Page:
Here's the kicker with respect to Citadel, as told in NYT Dealbook:


"If the information were obtained by someone else, the company, which has often been compared with Goldman Sachs for its trading prowess, said it would suffer irreparable harm."
UBS Discloses Earlier Theft
Goldman Sachs is not the only major financial services firm recently hit with theft of computer code. Katherine Heires reported in Securities Industry News earlier this week in UBS Charges 3 Ex-Employees with Code Theft:
"Swiss bank UBS AG confirmed Monday that it filed papers in March charging three ex-employees with “misappropriation of trade secrets.” The “misappropriation” included 25,000 lines of source code used in UBS’s “trade secret algorithmic trading programs,” according to documents submitted with the New York State Supreme Court." She continues: "The bank is charging three former employees in the firm’s algorithmic trading group of having “collectively coordinated and planned together” to move to new jobs at New York-based Jefferies & Company while still technically in the employee of UBS, taking with them UBS trade secrets, breaching their employment contracts and fiduciary duties and resulting in unfair competition."
Potential For Market Manipulation?
A separate thread to this story received some major attention when Bloomberg's Jonathan Weil focused on some of AUSA Facciponti's remarks in court as to a potential broader threat to the markets that could arise if there were misuse of Goldman's stolen code.


Weil raised the question of whether this meant Goldman itself could manipulate the markets using the code, as stated in his July 9 article Goldman Sachs Loses Grip on Its Doomsday Machine:

"It wasn’t just Goldman that faced imminent harm if Aleynikov were to be released, Assistant U.S. Attorney Joseph Facciponti told a federal magistrate judge at his July 4 bail hearing in New York. The 34-year-old prosecutor also dropped this bombshell: “The bank has raised the possibility that there is a danger that somebody who knew how to use this program could use it to manipulate markets in unfair ways.” How could somebody do this? The precise answer isn’t obvious -- we’re talking about a black-box trading system here. And Facciponti didn’t elaborate. You don’t need a Goldman Sachs doomsday machine to manipulate markets, of course. A false rumor expertly planted using an ordinary telephone often will do just fine. In any event, the judge rejected Facciponti’s argument that Aleynikov posed a danger to the community, and ruled he could go free on $750,000 bail. He was released July 6. All this leaves us to wonder: Did Goldman really tell the government its high-speed, igh-volume, algorithmic-trading program can be used to manipulate markets in unfair ways, as Facciponti said? And shouldn’t Goldman’s bosses be worried this revelation may cause lots of people to start hypothesizing aloud about whether Goldman itself might misuse this program?"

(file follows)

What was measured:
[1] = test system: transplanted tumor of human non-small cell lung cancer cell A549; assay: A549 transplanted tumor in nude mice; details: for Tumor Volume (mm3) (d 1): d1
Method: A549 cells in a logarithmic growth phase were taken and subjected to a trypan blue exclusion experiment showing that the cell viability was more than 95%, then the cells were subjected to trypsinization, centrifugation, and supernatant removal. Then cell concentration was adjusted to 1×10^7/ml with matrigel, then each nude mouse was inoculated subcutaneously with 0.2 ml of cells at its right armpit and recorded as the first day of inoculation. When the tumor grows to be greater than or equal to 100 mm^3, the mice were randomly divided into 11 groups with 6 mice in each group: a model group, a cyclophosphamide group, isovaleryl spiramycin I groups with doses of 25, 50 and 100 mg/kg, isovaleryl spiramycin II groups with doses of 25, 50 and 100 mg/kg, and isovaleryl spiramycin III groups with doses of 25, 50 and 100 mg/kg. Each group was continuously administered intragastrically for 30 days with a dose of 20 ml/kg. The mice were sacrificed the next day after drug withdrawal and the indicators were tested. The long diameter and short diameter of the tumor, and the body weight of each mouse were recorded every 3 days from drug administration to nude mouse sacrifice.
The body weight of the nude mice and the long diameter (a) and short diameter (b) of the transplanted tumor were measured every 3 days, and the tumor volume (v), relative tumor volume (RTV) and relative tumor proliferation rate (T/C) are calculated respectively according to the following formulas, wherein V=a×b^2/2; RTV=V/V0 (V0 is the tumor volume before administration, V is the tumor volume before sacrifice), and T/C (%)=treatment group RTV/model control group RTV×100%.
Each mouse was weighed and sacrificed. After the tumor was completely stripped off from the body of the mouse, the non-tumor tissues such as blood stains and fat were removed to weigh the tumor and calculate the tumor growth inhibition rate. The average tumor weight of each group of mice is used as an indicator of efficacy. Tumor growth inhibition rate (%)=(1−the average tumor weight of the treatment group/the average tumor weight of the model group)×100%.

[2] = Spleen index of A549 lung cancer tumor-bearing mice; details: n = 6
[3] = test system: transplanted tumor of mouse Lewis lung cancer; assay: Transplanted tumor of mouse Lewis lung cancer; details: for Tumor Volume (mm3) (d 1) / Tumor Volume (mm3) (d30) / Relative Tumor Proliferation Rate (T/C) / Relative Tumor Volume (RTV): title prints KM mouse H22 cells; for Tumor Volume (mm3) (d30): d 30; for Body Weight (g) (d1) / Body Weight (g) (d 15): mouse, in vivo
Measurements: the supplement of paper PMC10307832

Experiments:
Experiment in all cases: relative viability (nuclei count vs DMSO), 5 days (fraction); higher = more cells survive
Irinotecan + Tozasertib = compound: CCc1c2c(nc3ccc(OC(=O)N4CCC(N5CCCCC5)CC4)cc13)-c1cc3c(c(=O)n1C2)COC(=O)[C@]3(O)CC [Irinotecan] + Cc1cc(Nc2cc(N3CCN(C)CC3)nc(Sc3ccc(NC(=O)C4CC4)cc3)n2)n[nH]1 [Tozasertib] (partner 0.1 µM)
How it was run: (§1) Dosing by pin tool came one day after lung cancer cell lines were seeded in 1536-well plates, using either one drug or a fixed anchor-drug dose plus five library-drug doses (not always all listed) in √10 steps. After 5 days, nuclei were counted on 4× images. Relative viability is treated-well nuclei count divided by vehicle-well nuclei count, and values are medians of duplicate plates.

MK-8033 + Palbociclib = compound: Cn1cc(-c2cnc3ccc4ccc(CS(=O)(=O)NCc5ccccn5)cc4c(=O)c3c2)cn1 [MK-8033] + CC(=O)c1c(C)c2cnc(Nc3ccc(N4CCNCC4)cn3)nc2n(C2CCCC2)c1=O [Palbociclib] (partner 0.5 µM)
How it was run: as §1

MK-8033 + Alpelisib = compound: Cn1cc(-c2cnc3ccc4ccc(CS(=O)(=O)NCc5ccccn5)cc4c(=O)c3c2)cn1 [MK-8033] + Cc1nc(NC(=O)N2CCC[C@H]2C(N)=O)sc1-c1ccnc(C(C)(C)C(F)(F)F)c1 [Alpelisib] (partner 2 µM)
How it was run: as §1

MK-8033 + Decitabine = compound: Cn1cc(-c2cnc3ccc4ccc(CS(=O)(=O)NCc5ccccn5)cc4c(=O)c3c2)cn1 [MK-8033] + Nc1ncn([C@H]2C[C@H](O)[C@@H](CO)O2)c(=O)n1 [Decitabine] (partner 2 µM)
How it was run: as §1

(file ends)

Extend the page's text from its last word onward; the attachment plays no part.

Weil concludes: "[I]t would be nice to see someone at Goldman go on the record to explain what’s stopping the world’s most powerful investment bank from using its trading program in unfair ways, too. Oh yes, and could the bank be a bit more careful about safeguarding its trading programs from now on? Hopefully the government is asking the same questions already.

Separately, the Gold Anti-Trust Action Committee (GATA) - described in wikipedia as "an organization dedicated to publicizing their belief that gold reserves in central banks are significantly overstated, and that the price of gold is manipulated by governments and large central banks" - cited a Bloomberg article in their July 8 press release: GATA Urges SEC, CFTC To Investigate Goldman Trading Program (GATA press release via Business Wire and AOL; the press release contains the full text of GATA's letter to the SEC and CFTC.)


Some would say the definitive article in the realm of conspiracy theory on Goldman Sachs is Matt Taibbi's article published in Rolling Stone Magazine earlier this month: The Great American Bubble Machine, in which Taibbi describes how "Goldman Sachs has engineered every major market manipulation since the Great Depression - and they're about to do it again."

Following the July 14 release of Goldman's second quarter earnings (including net revenues of $13.76 billion and net earnings of $3.44 billion for the quarter), Taibbi's article has received even more attention, as noted in Alan Kohler's July 15 post The Goldman Earnings Oasis published in Australia's Business Spectator; and closer to home, in John Carney's post in Clusterstock's Business Insider, OK, This Time Matt Taibbi Nails Goldman and the Bailout.